Effects of rilmenidine on 24-h rhythmicity of blood pressure and spontaneous baroreflex sensitivity in essential hypertensive subjects

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Abstract

Objective

To study the effects of the centrally acting imidazoline-like compound rilmenidine on the circadian and short-term cardiovascular rhythms derived from continuous blood pressure (BP) recordings in patients with mild essential hypertension.

Methods

This was a single-center, open study. Recordings were obtained from eight subjects, using a Portapres during two 24-h hospitalizations: the first after the inclusion visit and the second 4 weeks after starting rilmenidine treatment (1 or 2 mg/day). For circadian analysis of cardiovascular variables, 10 min were selected every hour to obtain 24 periods per subject for each session. Spontaneous baroreflex sensitivity (BRS) was estimated using the sequence technique and the cross-spectral analysis between systolic BP and interbeat intervals.

Results

Rilmenidine significantly reduced the overall systolic and diastolic BP and heart rate (P < 0.001). The effects of rilmenidine on BP and heart rhythm were marked during the daytime. Rilmenidine reduced the low-frequency (LF) component of systolic BP variability throughout the 24 h. The highest values of spontaneous BRS were observed at night. Rilmenidine increased the BRS obtained by the slope of the sequence method throughout the 24-h period (P < 0.001). The LF gain was significantly increased with rilmenidine during the day and the night.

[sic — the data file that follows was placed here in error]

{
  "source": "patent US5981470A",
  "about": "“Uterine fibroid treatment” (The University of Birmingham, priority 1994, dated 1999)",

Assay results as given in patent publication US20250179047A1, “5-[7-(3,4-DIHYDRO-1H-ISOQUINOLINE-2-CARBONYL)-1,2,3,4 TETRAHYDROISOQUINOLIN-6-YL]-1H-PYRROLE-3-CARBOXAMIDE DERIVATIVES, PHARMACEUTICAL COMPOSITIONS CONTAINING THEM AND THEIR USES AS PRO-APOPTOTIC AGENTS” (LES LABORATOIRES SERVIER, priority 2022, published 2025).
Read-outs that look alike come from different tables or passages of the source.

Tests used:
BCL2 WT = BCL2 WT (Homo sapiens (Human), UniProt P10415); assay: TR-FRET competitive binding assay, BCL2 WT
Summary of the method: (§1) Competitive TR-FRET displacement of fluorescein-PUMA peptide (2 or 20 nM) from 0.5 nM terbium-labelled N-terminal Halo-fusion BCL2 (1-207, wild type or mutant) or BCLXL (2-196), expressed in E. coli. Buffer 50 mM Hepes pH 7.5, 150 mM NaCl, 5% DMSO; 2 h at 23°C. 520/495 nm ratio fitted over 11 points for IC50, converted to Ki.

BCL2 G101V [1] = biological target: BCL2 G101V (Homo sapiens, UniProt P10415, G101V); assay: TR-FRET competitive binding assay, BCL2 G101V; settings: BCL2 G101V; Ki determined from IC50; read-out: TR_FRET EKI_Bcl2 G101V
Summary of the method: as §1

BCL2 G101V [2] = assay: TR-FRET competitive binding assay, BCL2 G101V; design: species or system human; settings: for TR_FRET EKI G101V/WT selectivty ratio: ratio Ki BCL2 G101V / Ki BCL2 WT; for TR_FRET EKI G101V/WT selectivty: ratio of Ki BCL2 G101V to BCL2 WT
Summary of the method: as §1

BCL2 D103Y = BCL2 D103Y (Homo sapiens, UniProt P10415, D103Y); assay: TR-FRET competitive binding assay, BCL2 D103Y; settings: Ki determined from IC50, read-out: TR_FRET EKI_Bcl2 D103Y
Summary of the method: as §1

Conclusions

Rilmenidine may differentially affect the baroreflex-dependent (phasic or reflex) and the baroreflex-independent (tonic) autonomic outflow. The 24-h approach reinforced this concept, since indexes of BRS were increased throughout the 24-h period while BP was reduced during the daytime.

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